Categories : Gardens, Jesus, Prayer
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Then the LORD God planted a garden in Eden in the east, and there he placed the man he had made. The LORD God made all sorts of trees grow up from the ground—trees that were beautiful and that produced delicious fruit. In the middle of the garden he placed the tree of life and the tree of the knowledge of good and evil. A river flowed from the land of Eden, watering the garden and then dividing into four branches (Genesis 2:8-10, NLT).

I cannot remember a year when my parents did not have a vegetable garden. Even in their late 80’s, they continue to till the soil, plant and water the seeds, and harvest the crop at the end of summer. As a kid, that was the image that came to mind whenever I heard the word “garden.” My first ministry assignment in St. Louis altered that mental picture. The church I served was across the street from the Missouri Botanical Gardens. One of the perks that came with pastoring that congregation was a key to the employee entrance located opposite our parking lot. Any time I wanted to go for a walk in the garden I simply let myself in. It was a different kind of garden, filled with exotic plants and trees from around the world. It was a sacred space in the midst of the steel and concrete of the city.

The Garden of Eden was certainly perfect, special and unique. The word garden is taken from a root that means “paradise,” referring to “an enclosed place.” In the strictest definition, a garden is a place that is set a part with unique boundaries, protected and distinct from the outside. So we can infer that the Garden of Eden was meant to be something special. The word Eden means “abundance” or “luxury.”

In one sense, all of creation became a garden in the galaxies. Yet in the midst of the goodness and perfection of creation, God planted a garden. It was not the garden of humankind, it was the garden of God; a sacred space where God could freely fellowship with the man and the woman. A holy place where God could demonstrate life as he intended, not unlike the holy of holies in the majestic Temple.

One can hardly begin to imagine such a place of beauty and abundance, where God crafted fellowship with human-kind and relationships between his created ones. I wonder if the language of Genesis can even begin to accurately describe what it was like. The verses read more like a definition than anything else. God placed the man and the woman he created in this garden.

But in the garden he also planted a choice. There was the Tree of the Knowledge of Good and Evil and the Tree of Life. So what was the choice?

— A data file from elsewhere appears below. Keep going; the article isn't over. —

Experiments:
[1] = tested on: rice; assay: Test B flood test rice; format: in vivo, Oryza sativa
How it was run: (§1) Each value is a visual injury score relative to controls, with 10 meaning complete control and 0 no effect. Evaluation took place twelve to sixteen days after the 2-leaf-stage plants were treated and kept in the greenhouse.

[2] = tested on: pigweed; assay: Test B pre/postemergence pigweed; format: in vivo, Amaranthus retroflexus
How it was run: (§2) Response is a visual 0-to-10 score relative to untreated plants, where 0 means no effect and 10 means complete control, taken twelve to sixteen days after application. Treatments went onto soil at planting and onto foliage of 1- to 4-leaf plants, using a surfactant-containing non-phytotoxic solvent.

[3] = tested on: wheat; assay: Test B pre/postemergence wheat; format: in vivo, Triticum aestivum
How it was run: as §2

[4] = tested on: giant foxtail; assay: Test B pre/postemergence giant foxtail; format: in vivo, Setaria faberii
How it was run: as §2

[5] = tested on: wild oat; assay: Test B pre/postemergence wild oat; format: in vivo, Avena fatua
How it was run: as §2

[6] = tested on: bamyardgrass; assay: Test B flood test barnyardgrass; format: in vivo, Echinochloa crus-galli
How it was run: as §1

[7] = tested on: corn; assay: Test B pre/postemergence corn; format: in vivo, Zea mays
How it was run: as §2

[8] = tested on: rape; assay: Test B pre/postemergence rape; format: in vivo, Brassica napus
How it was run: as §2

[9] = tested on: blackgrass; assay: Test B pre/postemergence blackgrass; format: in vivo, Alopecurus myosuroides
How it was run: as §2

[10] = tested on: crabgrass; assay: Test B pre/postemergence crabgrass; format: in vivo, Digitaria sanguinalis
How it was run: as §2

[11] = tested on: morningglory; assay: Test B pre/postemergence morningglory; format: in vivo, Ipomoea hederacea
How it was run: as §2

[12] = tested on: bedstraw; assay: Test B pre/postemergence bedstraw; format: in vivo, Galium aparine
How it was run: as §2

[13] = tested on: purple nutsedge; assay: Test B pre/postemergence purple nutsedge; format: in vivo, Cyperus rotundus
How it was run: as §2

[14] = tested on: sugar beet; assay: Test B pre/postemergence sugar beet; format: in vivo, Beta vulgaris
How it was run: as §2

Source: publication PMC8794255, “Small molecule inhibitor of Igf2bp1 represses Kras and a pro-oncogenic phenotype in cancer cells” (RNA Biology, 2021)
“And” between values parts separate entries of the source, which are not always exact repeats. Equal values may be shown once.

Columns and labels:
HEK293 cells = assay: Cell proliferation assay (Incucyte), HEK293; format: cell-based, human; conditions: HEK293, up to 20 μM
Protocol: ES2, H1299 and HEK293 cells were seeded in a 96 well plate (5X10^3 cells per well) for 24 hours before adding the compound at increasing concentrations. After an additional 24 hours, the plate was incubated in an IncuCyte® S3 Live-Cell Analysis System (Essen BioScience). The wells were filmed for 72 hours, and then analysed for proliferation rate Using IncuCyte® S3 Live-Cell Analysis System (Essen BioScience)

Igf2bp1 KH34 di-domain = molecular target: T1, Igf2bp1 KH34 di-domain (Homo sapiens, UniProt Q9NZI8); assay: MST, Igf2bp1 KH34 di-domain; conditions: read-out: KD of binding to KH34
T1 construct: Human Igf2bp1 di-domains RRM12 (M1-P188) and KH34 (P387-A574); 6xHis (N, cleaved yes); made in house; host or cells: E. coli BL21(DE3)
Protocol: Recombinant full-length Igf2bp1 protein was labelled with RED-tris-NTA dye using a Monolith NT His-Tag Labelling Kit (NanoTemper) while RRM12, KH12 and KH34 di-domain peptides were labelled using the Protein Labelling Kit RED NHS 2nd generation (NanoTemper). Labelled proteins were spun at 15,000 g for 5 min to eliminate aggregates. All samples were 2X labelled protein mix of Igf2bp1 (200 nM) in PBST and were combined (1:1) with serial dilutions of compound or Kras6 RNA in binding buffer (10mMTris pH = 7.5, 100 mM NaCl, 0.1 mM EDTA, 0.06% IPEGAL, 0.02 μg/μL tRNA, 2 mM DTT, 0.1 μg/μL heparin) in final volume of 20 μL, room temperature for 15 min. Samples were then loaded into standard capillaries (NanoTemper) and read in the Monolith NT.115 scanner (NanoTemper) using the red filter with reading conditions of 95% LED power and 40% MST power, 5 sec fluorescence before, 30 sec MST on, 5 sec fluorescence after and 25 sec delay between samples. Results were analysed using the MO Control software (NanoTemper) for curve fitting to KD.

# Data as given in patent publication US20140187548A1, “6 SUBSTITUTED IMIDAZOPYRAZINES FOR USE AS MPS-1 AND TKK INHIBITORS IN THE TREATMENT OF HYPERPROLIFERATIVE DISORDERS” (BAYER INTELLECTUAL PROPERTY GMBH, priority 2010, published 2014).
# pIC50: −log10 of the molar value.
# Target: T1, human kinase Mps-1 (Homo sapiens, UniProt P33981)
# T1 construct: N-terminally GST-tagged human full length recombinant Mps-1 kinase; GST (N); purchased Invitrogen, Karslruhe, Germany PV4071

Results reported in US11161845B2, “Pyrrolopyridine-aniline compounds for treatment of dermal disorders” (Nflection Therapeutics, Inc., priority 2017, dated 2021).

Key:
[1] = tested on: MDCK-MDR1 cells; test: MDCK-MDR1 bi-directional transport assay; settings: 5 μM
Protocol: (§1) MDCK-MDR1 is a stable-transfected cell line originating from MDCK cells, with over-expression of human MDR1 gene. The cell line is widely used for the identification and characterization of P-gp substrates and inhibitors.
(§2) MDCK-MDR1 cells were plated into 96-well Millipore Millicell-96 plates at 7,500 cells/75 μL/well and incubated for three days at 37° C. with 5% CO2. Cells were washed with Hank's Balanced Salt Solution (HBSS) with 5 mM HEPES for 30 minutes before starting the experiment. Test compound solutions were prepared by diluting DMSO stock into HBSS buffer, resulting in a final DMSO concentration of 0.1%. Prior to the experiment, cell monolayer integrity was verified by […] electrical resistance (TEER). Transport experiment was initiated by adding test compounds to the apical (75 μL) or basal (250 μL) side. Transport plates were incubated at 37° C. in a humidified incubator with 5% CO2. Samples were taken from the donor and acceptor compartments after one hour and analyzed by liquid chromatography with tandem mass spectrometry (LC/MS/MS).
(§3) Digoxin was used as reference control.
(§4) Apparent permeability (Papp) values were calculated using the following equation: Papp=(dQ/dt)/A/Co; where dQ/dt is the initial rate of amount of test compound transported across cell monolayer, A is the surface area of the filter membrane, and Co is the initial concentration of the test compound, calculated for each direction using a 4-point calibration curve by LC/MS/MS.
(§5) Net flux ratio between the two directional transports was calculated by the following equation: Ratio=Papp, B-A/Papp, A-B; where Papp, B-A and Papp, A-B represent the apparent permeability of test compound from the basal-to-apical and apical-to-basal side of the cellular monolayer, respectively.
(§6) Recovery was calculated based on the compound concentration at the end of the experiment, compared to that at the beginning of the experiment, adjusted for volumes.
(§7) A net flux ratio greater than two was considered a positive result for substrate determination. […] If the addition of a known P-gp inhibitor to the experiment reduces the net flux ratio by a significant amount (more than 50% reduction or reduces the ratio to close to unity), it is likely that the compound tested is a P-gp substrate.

I don’t think the choice was between apples and oranges. I think at the core of the choice was the decision to be content to dwell in the image of God or to strive to become God. To make it about fruit is to miss the point of the story. To make it about contentment versus pride and ambition, however, hits pretty close to home, because that’s the stuff our daily decisions are made of.

As you know, Adam and Eve made the wrong choice. But the garden did not change, they changed. Their eyes were opened, they felt shame, and their innocence was lost. Death entered the picture. They were banished from the garden. Life outside the garden is no life. It is exile.

The good news is that in the midst of this tragic turn of events there is grace. God performed the first animal sacrifice and exchanged their humble fig leaves for animal skins. Even though they were evicted from the garden, God still cared for them and came to them. In his mercy God protected them from the tree they did not choose lest they live in their guilt forever. Their eviction was not punishment, it was protection. Neither was the image of God extinguished. Sometimes I think we’re so busy talking about the fall that we miss the grace that God immediately extended.

The first Eden fell, but the spiritual Eden is still with us. The story Adam and Eve, in a sense, is the story of the entire human race and all of creation. And the spirit of the original Eden is with us each time we sense that we were made for more than this; that there is more to life than this. We are trying to find Eden again. There’s a longing that aches and a hope that burns bright that there’s more to life that what we know and experience. We see glimpses of Eden from time to time. We hear it in a song or a story or even a smile. We see it in art and creation. We taste it in a meal shared over meaningful conversation.

All of these things are reminiscent of Eden, reminding us that we are not home, that we have been created for more, and that there’s more to come.
God created life and wants to be close to it. We have been exiled from Eden, yet we know it when we see it. That gives us hope, the hope that God is planting another garden and someday will put us in it.

Categories : Eden, Gardens, Genesis